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Buono Resolution Against Social Security Privatization Passes Committee

TRENTON – The Senate Budget and Appropriations Committee approved a resolution today sponsored by Senator Barbara Buono that would call upon Congress to reject any plans by the Bush Administration to harm Social Security through the use of private accounts.

“President Bush’s plan to privatize Social Security is just wrong. It’s wrong for workers. It’s wrong for retirees. It’s wrong for America,” said Senator Buono, D-Middlesex. “The only people who would benefit from this are stock brokers and mutual fund managers, who would see their fees skyrocket. Issues with Social Security’s long-term solvency do need to be addressed, but private accounts are not the answer.”

Senator Buono’s proposal, SR-94, would memorialize Congress to reject the Social Security privatization recommended by President Bush’s Social Security Commission. Those recommendations include diverting payroll taxes to create private accounts and would require deep cuts in benefits and excessive federal borrowing.

“Since Franklin Roosevelt signed legislation authorizing the Social Security Administration in 1935, seniors have known that they would always have a means of support during their retirement years. Now Bush wants American workers to put their Social Security money in risky mutual funds which have little chance of providing greater benefits upon retirement and most likely will result in benefit cuts. It doesn’t take a Ph.D. in economics to realize that’s a losing proposition,” added Senator Buono.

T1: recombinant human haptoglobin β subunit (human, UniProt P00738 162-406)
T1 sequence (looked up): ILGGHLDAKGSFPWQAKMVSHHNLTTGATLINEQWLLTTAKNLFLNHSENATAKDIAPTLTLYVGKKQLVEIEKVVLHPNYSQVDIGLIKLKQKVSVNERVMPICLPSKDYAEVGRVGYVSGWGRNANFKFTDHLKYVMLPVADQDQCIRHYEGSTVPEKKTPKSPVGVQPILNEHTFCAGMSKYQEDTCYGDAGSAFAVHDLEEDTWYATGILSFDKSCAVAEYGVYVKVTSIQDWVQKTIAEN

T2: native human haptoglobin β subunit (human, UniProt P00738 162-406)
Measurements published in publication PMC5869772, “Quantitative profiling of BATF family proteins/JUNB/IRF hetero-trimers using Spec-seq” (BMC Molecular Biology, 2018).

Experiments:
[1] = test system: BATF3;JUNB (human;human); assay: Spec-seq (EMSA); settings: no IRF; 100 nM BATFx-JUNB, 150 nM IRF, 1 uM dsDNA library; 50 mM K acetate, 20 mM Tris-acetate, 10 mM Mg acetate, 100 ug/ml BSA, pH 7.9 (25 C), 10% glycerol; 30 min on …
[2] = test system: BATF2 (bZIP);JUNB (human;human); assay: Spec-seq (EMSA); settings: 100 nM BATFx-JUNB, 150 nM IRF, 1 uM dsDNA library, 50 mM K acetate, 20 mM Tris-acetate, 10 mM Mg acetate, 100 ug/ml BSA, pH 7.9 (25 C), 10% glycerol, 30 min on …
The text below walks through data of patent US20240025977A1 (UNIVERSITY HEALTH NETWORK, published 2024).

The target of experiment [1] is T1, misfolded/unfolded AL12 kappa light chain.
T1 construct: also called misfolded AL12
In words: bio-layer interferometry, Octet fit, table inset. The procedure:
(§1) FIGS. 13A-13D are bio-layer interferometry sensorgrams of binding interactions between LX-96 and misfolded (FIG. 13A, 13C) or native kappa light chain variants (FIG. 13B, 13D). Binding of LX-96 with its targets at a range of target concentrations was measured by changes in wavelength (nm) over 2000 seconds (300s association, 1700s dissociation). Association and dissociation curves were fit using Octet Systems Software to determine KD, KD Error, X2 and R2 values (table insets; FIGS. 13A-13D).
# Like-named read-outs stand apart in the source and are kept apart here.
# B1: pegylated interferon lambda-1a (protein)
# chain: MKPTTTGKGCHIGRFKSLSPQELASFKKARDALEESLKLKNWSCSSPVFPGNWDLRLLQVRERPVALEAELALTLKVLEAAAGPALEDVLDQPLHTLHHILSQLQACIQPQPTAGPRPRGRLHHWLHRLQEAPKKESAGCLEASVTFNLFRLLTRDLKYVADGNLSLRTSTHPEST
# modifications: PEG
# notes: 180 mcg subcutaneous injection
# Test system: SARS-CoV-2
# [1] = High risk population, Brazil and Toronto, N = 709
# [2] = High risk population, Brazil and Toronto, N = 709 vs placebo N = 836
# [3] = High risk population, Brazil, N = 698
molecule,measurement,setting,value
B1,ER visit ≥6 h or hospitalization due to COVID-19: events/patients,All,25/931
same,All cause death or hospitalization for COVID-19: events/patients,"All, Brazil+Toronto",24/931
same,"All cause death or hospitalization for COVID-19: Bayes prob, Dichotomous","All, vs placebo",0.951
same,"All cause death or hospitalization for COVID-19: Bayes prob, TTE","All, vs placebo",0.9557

Senator Buono noted that the Bush Administration plan to privatize Social Security would require more than $2 trillion dollars in federal borrowing, accelerate the predicted shortfall and exacerbate the negative impact on the federal budget and economy.

“The Bush proposal to divert a third of social security taxes into private accounts, will greatly reduce the amount available to pay for current benefits and invest in the Social Security Trust Fund – meaning that the shortfall would come in 2018, rather than 2052. The Congressional Budget Office estimates that if we take no action at all, we will be able to pay out full benefits until at least 2052, and after that point retirees would still expect to receive 80% of promised benefits. Social Security does need to be fixed, but we have 40 years to find a better way than simply dismantling the entire system,” explained Senator Buono.

The resolution passed the committee by a vote of 9-6. It now goes to the full Senate for approval.

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